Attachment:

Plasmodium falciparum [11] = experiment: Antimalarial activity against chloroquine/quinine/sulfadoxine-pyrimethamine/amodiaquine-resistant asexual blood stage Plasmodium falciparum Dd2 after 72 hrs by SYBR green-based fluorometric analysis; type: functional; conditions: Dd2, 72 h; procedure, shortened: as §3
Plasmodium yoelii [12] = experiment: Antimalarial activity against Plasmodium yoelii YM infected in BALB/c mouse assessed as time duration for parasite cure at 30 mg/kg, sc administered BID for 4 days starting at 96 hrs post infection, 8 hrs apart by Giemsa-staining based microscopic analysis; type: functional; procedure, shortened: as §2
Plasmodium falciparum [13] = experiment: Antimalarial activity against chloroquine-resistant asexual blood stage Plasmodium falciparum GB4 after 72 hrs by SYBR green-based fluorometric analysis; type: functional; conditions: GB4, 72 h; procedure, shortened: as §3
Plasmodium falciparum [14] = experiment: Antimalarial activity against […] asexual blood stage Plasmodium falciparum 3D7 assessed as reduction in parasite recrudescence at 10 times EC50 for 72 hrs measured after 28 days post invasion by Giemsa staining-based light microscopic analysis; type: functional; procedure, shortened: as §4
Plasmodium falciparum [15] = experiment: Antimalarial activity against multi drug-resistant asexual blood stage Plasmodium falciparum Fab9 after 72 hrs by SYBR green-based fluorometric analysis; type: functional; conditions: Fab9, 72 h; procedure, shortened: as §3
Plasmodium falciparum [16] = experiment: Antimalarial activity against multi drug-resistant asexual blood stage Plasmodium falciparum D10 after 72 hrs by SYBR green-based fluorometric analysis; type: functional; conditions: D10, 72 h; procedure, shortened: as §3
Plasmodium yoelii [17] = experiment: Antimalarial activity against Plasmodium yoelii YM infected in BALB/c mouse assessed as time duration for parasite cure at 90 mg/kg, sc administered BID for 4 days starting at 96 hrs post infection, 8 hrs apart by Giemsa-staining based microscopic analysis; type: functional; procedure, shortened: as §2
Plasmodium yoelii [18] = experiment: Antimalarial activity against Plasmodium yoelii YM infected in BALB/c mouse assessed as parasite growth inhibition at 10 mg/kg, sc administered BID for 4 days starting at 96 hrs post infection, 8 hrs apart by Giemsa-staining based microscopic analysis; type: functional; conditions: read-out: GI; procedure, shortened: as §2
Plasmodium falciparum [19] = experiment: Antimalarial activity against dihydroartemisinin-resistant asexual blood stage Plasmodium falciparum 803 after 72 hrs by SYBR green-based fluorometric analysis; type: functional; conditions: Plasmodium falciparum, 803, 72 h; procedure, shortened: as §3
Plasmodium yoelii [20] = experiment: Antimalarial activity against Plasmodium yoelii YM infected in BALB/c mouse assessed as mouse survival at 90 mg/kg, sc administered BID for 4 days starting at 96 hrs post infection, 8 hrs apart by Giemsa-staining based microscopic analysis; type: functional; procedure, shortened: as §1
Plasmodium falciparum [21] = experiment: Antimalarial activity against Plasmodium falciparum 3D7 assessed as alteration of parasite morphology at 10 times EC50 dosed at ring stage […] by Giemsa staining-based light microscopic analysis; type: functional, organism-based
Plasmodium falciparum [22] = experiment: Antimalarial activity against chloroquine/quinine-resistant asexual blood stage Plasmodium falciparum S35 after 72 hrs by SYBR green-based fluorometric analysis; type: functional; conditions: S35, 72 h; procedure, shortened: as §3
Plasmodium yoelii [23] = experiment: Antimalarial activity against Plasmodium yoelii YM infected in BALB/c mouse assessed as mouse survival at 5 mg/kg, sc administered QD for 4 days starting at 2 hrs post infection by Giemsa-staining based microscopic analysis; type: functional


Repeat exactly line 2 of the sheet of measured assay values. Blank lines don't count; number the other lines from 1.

Plasmodium yoelii [12] = experiment: Antimalarial activity against Plasmodium yoelii YM infected in BALB/c mouse assessed as time duration for parasite cure at 30 mg/kg, sc administered BID for 4 days starting at 96 hrs post infection, 8 hrs apart by Giemsa-staining based microscopic analysis; type: functional; procedure, shortened: as §2